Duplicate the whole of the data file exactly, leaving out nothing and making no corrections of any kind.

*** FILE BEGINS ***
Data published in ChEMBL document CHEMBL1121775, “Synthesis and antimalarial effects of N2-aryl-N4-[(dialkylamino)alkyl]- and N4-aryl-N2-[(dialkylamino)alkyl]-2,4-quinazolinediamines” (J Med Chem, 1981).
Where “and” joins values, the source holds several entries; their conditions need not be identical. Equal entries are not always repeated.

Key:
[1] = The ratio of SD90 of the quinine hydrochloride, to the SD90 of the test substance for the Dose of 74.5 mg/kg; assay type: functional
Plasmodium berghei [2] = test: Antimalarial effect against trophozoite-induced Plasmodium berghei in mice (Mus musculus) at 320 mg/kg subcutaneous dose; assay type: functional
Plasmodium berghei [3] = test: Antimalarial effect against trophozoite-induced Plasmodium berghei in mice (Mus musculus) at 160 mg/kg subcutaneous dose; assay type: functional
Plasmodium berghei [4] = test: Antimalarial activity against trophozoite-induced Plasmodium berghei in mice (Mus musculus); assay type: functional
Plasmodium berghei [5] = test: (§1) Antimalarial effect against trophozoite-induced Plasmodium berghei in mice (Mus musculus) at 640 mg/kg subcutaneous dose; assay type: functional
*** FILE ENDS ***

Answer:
Data published in ChEMBL document CHEMBL1121775, “Synthesis and antimalarial effects of N2-aryl-N4-[(dialkylamino)alkyl]- and N4-aryl-N2-[(dialkylamino)alkyl]-2,4-quinazolinediamines” (J Med Chem, 1981).
Where “and” joins values, the source holds several entries; their conditions need not be identical. Equal entries are not always repeated.

Key:
[1] = The ratio of SD90 of the quinine hydrochloride, to the SD90 of the test substance for the Dose of 74.5 mg/kg; assay type: functional
Plasmodium berghei [2] = test: Antimalarial effect against trophozoite-induced Plasmodium berghei in mice (Mus musculus) at 320 mg/kg subcutaneous dose; assay type: functional
Plasmodium berghei [3] = test: Antimalarial effect against trophozoite-induced Plasmodium berghei in mice (Mus musculus) at 160 mg/kg subcutaneous dose; assay type: functional
Plasmodium berghei [4] = test: Antimalarial activity against trophozoite-induced Plasmodium berghei in mice (Mus musculus); assay type: functional
Plasmodium berghei [5] = test: (§1) Antimalarial effect against trophozoite-induced Plasmodium berghei in mice (Mus musculus) at 640 mg/kg subcutaneous dose; assay type: functional